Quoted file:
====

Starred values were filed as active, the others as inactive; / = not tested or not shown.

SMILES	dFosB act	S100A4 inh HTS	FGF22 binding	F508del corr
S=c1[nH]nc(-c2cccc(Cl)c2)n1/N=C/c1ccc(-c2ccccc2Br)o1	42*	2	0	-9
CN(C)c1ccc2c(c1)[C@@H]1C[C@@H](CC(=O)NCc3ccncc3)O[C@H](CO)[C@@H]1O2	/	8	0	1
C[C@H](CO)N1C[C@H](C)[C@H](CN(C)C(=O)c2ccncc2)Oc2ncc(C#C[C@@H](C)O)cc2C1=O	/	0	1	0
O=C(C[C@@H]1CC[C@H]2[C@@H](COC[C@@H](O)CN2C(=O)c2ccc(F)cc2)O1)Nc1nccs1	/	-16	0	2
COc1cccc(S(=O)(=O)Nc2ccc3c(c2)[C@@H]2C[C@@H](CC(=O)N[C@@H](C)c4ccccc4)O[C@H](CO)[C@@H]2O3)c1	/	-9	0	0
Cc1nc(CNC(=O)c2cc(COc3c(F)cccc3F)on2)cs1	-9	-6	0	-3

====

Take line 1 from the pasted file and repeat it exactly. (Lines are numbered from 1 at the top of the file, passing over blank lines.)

Starred values were filed as active, the others as inactive; / = not tested or not shown.